5. says:

    A better than most personal adventure story of a 'professional' writer traveler adventurer filmmaker lecturer etc who traveled the paths of the Mongol horde It could have easily been called 'My Years on Horseback Learning all the thing I should have thought of before I left on this adventure' Or not The reader of books of this type needs to be prepared for and in the mood for the self centered style that is inherent in these works Author Cope does a good job of mixing history legend personal experience and modern problems in his storyFar better than most books of this genre


  6. says:

    25 It was a long long journeyand I become bored


  7. says:

    Bicycling across Asia from western Russia to Beijing in 2000 Australian adventurer Tim Cope felt confined by the need to follow existing roads instead of roaming freely across the steppes through which he passed Reading about how Genghis Khan and his Golden horde of 100000 Mongol warriors with their 300000 Mongolian horses had subjugated the world from China to the Danube in 1240 AD Cope conceived the plan to recreate Khan's epic journey Although he had not sat on a horse since he was seven when he promptly fell off Cope traveled to Mongolia in 2004 where he purchased the first three of the 13 horses and one camel he would employ on the trip He then set out to retrace Khan's route all the way to the Danube first with his then girlfriend and later on his own with the company of Tigon a dog that followed him out of a village and stayed with him the next 6000 miles This journey with interruptions would take three years to complete On the way Cope kept a detailed journal of the places he visited the extraordinary people he encountered ranging from thieves to priests and the adversities he and his animals faced along with his thoughts about the how Central Asia has evolved from nomadism to urban sedentary cultures Stalin's collectivism as he stamped out the free ranging tribes of the steppes in the 1930s and 1940s was a major influence Cope's observations of the ethnic and cultural divides between Russians and local ethnic groups in Crimea and Ukraine are highly relevant to contemporary political conflicts in that area While I have read a number of books on epic journeys including solo trips by sea Joshua Slocum Sailing Alone Around the World automobile John Steinbeck's Travels with Charley and William Least Heat Moon's Blue Highways and even by foot Peter Jenkins' The Walk West A Walk Across America the animals make this narrative uniue Unlike Tim and Tigon the horses and camel had to live off the land so there is a constant search for grass grain and water across the arid deserts and steppes Humans and animals alike are subject to illness and injury and subject to the depredations of thieves as well as the hospitality of strangers along the way The bonds that grow among the euine canine and human fellow travelers are an important part of the narrative Cope faced one adversity that never troubled Genghis Kahn namely officious border crossing guards with their demands for papers visas and permits to import or export live animals annoyances that Khan's warriors would have skewered with their swords but which delayed Cope for weeks This lengthy is illustrated with numerous color photographs of the people and places encountered and there are ample maps a good index a bibliography interesting end notes and even a glossary of Mongolian Russian Kazackian and other terms encountered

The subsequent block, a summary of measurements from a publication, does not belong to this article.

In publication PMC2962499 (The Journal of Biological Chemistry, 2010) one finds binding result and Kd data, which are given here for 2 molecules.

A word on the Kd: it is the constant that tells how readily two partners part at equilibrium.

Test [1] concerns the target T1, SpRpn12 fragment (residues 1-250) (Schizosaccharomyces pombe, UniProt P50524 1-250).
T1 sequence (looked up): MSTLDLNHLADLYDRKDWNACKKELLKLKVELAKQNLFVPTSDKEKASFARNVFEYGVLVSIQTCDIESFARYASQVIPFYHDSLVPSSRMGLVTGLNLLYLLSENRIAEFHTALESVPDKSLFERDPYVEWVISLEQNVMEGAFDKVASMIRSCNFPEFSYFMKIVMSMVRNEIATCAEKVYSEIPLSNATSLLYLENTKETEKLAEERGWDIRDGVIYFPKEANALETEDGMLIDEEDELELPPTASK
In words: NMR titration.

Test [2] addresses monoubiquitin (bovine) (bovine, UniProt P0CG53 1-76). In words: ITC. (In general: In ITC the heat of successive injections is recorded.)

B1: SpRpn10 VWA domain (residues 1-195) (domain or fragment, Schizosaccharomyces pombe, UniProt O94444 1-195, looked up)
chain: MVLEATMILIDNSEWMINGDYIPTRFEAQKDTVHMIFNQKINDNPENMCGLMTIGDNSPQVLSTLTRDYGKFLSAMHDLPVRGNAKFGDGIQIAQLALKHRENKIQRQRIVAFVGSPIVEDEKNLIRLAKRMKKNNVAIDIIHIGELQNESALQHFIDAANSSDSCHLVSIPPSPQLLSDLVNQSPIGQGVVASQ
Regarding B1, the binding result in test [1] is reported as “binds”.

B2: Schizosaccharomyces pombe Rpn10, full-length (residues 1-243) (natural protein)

8. says: